The Dollars in Doubloons

A new study takes another look at the economic impact of Mardi Gras on New Orleans.

Carnival is the single largest event-based economic driver for the city of New Orleans. It draws tourists not only during the season but influences their trips even in July, when they can be seen walking through the French Quarter wearing beads and buying fleur de lis T-shirts in purple, green and gold.

Just how important is Carnival? According to professor Toni Weiss of Tulane University, those weeks have a total direct economic impact of $164 million and a combined direct and indirect impact of $465 million when the year-round value of the Mardi Gras brand is included.

Her study, published in 2015, examined the 2014 Carnival season and updated the previous three post-Katrina iterations of her studies. Those studies showed increasing economic impact, and with over 1 million visitors reported in 2015, it’s a safe assumption that last year’s numbers could be even higher than those revealed in her study.

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Weiss and her team drilled down and looked at hotel occupancy and revenue from the Smith Travel Services (STS) report. What they found was that the total lodging revenue for Mardi Gras in 2014 was $70 million. Compared to 2011, that constituted a 10 percent increase in daily room days and an increase in daily room rates of 22.5 percent.

The study also culled data to arrive at an amount of visitor spending on non-lodging expenses such as food, drink and transportation. Estimating those expenses to run $63.25 per day, they arrived at a total of $61 million spent by guests staying in hotels on non-lodging items.

Interestingly, the study also points out that non-traditional lodging such as Airbnb is another source of economic impact that is not accounted for in the official STS reports, and therefore was not included in the study.

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Over $3 million in grocery store sales can be directly attributed to Carnival, and the study also reported bars had an average sales increase of 20 percent during the season.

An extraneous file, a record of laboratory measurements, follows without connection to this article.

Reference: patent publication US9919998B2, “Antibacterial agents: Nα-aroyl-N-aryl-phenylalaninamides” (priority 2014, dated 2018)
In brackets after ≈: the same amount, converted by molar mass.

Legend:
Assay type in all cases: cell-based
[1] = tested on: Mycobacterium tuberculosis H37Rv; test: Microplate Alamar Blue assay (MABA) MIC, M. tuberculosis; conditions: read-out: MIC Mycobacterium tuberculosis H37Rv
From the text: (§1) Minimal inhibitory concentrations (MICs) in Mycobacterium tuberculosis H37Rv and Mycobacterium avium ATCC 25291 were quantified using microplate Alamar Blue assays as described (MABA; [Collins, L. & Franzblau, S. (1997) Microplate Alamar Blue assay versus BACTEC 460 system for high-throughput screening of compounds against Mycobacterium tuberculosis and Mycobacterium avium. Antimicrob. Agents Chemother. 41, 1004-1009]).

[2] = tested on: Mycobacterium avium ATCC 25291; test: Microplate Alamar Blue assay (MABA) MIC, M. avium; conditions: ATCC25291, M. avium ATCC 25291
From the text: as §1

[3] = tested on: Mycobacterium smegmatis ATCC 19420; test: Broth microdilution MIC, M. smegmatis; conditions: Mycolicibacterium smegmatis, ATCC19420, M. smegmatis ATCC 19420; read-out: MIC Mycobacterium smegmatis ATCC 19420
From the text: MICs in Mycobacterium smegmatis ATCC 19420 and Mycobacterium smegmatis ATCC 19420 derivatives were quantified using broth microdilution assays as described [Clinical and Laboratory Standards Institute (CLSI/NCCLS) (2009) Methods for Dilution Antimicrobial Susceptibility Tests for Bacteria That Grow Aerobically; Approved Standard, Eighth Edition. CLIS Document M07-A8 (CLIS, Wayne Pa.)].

The study also took into account the reason New Orleans receives so many visitors for Mardi Gras – the Parade Krewes. The research team developed a questionnaire to capture expenditures by Krewe organizations and individual Krewe members. They requested information on floats, throws, costumes, licenses, party venues, decorations, food and a variety of other aspects related to parades and balls. They asked Krewe members about money spent individually on balls, throws, costumes, jewelry, and miscellaneous services such as transportation within the city.

Their findings show an average expenditure of $2,455 per member and $2.6 million per Krewe. In total, the New Orleans’ Krewe organizations and members invest over $70 million in Mardi Gras celebrations and parades.

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And while the City needs to spend money to support increased service needs during Carnival, visitor and local spending combined to over $17 million in tax revenues to the city of New Orleans and other local government entities as a result of Mardi Gras.

The importance of Carnival season to the New Orleans economy cannot be understated. As evidenced by the study, it supports jobs not only in the tourism and hospitality sector, but also buoys businesses that supply the merchandise, transportation, sanitation and security required to roll a successful parade. Even the local art sector is benefitted by those who create the costumes, floats and music of Mardi Gras.

As of press date, phone calls placed to multiple hotels on Bourbon Street and in the Uptown St. Charles Avenue area revealed 100 percent booked rates for the 2016 Mardi Gras season.  Gas is currently well under $2 per gallon, making it likely that more regional visitors can afford to drive to New Orleans. Even with an earlier end to Carnival season than typical, signs indicate that Mardi Gras will once again bring good times and great revenue to the city of New Orleans.
 



Jennifer Gibson Schecter was once a tourist in New Orleans herself and is now proud to call NOLA home. Prior to New Orleans, she wrote for publications in the Midwest and New York City. She advises travelers to ask their cab/pedicab/gondola driver for their favorite restaurant and taking a chance.

 

 


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